Just a Note on Mauritania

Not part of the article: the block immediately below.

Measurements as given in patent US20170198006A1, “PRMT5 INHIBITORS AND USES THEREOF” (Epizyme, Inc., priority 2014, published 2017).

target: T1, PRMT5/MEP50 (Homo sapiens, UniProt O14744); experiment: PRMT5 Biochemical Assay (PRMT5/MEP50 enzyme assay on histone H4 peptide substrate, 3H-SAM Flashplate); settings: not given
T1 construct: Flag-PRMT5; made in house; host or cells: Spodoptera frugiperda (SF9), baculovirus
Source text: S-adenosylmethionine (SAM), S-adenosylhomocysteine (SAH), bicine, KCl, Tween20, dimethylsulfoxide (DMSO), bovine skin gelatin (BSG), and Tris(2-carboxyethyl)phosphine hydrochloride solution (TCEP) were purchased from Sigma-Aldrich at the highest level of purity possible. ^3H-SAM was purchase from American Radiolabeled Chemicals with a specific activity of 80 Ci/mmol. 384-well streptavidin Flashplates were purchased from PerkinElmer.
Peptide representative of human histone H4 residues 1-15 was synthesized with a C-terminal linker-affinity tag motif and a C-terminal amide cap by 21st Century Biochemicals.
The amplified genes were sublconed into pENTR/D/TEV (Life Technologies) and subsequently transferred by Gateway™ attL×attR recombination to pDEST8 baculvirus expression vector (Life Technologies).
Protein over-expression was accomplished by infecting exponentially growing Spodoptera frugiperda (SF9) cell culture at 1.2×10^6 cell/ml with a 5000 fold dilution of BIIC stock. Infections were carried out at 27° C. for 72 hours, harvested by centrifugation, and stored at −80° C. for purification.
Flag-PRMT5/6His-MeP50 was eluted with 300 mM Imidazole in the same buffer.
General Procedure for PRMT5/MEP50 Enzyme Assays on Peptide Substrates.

These are some general thoughts on the political situation in Mauritania as they stand now. The country is divided in significant ways and the economic situation leaves much to be desired for the average person, a situation many can attest to. The  Some of this is economic — owing to drought, mismanagement, unemployment, food insecurity and the like — some of it is the result of distinctly domestic or external factors. The violence related to the census protests (remember the ‘Don’t Touch My Nationality’ campaign) in September and October was notable in that the government’s response was to cancel the census, which also meant the legislative elections — which had already been pushed back to October from earlier dates — had to be postponed for the spring (also creating the potential for a constitutional crisis). The scheduling of the municipal and legislative elections will be a major point to watch in the next few months. Some of these problems were worked out during the dialogue between parts of the opposition (led mainly by the APP and a few smaller parties, El Wiam, Hammam, and Sawab; the RFD, UFP and the rest of the COD, boycotted the dialogue; the process left the opposition bitterly divided) and the UPR, especially the provision of an independent electoral commission. As interesting is the fact that there have been so many generalised and organised expressions of economic and political dissatisfaction in the last three to four months. Strikes, threats of strikes, sit-ins, youth and opposition demonstrations have gone on with some regularity. There was a rally for the ruling UPR at Nouadhibou not long ago where very few people showed up aside from functionaries and there are signs of cracks in the party (one commentator called it ‘a giant with feet of clay‘). The fall of Qadhafi deprived President Ould Abdel Aziz of an important source of largesse and external rent which helped him buy allies and build his political base; a number of big mining and energy deals came through this year which probably helped balance this off but this was probably (though not surely) the best performing part of the economy. There is an impression many of the mining deals that went through in the autumn and early winter were part of an effort to raise money, rent-seeking; and in the general sense there are reports of widespread nepotism from members of the president’s family, getting a stake in this company or that one, putting pressure on banks for their own benefit. Even at SNIM there have been reports about top level scrabbles where professional engineers have complained about family ties getting the way of work; earlier in the year there was a scandal over interns who never showed up to work but were give large stipends regardless. Agriculture and other critical areas were hard hit by bad weather; the Red Cross/Crescent recently said about a million Mauritanians will go hungry in 2012 unless something is done to avert it — that one million number is out of just under four million people. So things are hard in Mauritania and that is not new. How this will impact how things in Mauritania play out in 2012 is worth pondering. This blog has focused on the AQIM and security element but there are problems the country faces that are in some ways more serious and potentially more (or as) destabilising than terrorism or banditry; this should not be forgotten. The country continues to suffer from ‘rent-driven underdevelopment’, which Mamoun A. Ismaili discusses in a recent essay in the IPRIS Maghreb Bulletin (Autumn/Winter 2011). Ismaili’s essay is a good primer on Mauritania’s political economy and its background, and puts the current government into historical perspective. It also sums up some of the recent episodes described in this post.